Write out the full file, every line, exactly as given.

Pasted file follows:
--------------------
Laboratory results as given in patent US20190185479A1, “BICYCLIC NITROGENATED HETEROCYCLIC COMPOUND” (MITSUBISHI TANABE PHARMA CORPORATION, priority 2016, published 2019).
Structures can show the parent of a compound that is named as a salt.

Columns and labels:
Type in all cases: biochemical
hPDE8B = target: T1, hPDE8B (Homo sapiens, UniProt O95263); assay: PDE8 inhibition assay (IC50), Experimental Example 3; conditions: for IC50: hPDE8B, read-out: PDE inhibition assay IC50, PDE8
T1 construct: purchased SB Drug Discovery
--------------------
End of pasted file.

Laboratory results as given in patent US20190185479A1, “BICYCLIC NITROGENATED HETEROCYCLIC COMPOUND” (MITSUBISHI TANABE PHARMA CORPORATION, priority 2016, published 2019).
Structures can show the parent of a compound that is named as a salt.

Columns and labels:
Type in all cases: biochemical
hPDE8B = target: T1, hPDE8B (Homo sapiens, UniProt O95263); assay: PDE8 inhibition assay (IC50), Experimental Example 3; conditions: for IC50: hPDE8B, read-out: PDE inhibition assay IC50, PDE8
T1 construct: purchased SB Drug Discovery